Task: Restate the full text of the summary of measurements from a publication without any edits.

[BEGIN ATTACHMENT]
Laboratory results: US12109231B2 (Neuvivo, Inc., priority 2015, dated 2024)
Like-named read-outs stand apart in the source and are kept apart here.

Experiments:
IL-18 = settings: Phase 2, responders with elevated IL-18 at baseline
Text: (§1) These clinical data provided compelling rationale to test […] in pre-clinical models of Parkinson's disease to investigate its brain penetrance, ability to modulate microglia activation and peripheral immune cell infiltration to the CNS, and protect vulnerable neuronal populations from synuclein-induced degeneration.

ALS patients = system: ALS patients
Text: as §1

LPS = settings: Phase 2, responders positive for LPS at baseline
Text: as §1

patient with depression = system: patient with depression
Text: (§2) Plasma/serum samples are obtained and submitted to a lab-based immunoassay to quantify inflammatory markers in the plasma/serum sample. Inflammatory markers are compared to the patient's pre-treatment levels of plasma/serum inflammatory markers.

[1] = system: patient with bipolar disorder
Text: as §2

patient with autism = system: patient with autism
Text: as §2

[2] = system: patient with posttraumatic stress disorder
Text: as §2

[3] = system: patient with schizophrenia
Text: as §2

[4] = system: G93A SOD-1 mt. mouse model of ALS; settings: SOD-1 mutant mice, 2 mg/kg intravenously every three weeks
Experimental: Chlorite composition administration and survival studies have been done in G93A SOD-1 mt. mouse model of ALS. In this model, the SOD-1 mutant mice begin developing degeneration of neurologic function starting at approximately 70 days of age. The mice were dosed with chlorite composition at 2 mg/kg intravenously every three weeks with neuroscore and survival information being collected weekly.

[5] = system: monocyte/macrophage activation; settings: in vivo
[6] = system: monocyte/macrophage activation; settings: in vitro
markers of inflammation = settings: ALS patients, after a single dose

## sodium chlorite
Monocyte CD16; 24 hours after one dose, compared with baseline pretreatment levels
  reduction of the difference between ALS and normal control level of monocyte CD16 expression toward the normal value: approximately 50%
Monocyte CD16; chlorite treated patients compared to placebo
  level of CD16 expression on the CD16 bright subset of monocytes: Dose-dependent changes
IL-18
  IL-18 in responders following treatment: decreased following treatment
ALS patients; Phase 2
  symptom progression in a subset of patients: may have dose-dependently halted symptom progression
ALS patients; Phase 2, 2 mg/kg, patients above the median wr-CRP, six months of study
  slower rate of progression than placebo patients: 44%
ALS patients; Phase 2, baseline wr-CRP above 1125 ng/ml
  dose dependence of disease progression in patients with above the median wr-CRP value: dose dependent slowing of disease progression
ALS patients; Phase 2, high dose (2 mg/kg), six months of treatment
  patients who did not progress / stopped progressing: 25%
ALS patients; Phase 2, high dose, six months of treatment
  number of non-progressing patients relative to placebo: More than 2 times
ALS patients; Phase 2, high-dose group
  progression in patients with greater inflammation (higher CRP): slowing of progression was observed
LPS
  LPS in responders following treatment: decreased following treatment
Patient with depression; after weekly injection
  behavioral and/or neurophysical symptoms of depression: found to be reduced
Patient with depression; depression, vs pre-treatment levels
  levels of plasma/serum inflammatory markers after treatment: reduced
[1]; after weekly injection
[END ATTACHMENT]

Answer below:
Laboratory results: US12109231B2 (Neuvivo, Inc., priority 2015, dated 2024)
Like-named read-outs stand apart in the source and are kept apart here.

Experiments:
IL-18 = settings: Phase 2, responders with elevated IL-18 at baseline
Text: (§1) These clinical data provided compelling rationale to test […] in pre-clinical models of Parkinson's disease to investigate its brain penetrance, ability to modulate microglia activation and peripheral immune cell infiltration to the CNS, and protect vulnerable neuronal populations from synuclein-induced degeneration.

ALS patients = system: ALS patients
Text: as §1

LPS = settings: Phase 2, responders positive for LPS at baseline
Text: as §1

patient with depression = system: patient with depression
Text: (§2) Plasma/serum samples are obtained and submitted to a lab-based immunoassay to quantify inflammatory markers in the plasma/serum sample. Inflammatory markers are compared to the patient's pre-treatment levels of plasma/serum inflammatory markers.

[1] = system: patient with bipolar disorder
Text: as §2

patient with autism = system: patient with autism
Text: as §2

[2] = system: patient with posttraumatic stress disorder
Text: as §2

[3] = system: patient with schizophrenia
Text: as §2

[4] = system: G93A SOD-1 mt. mouse model of ALS; settings: SOD-1 mutant mice, 2 mg/kg intravenously every three weeks
Experimental: Chlorite composition administration and survival studies have been done in G93A SOD-1 mt. mouse model of ALS. In this model, the SOD-1 mutant mice begin developing degeneration of neurologic function starting at approximately 70 days of age. The mice were dosed with chlorite composition at 2 mg/kg intravenously every three weeks with neuroscore and survival information being collected weekly.

[5] = system: monocyte/macrophage activation; settings: in vivo
[6] = system: monocyte/macrophage activation; settings: in vitro
markers of inflammation = settings: ALS patients, after a single dose

## sodium chlorite
Monocyte CD16; 24 hours after one dose, compared with baseline pretreatment levels
  reduction of the difference between ALS and normal control level of monocyte CD16 expression toward the normal value: approximately 50%
Monocyte CD16; chlorite treated patients compared to placebo
  level of CD16 expression on the CD16 bright subset of monocytes: Dose-dependent changes
IL-18
  IL-18 in responders following treatment: decreased following treatment
ALS patients; Phase 2
  symptom progression in a subset of patients: may have dose-dependently halted symptom progression
ALS patients; Phase 2, 2 mg/kg, patients above the median wr-CRP, six months of study
  slower rate of progression than placebo patients: 44%
ALS patients; Phase 2, baseline wr-CRP above 1125 ng/ml
  dose dependence of disease progression in patients with above the median wr-CRP value: dose dependent slowing of disease progression
ALS patients; Phase 2, high dose (2 mg/kg), six months of treatment
  patients who did not progress / stopped progressing: 25%
ALS patients; Phase 2, high dose, six months of treatment
  number of non-progressing patients relative to placebo: More than 2 times
ALS patients; Phase 2, high-dose group
  progression in patients with greater inflammation (higher CRP): slowing of progression was observed
LPS
  LPS in responders following treatment: decreased following treatment
Patient with depression; after weekly injection
  behavioral and/or neurophysical symptoms of depression: found to be reduced
Patient with depression; depression, vs pre-treatment levels
  levels of plasma/serum inflammatory markers after treatment: reduced
[1]; after weekly injection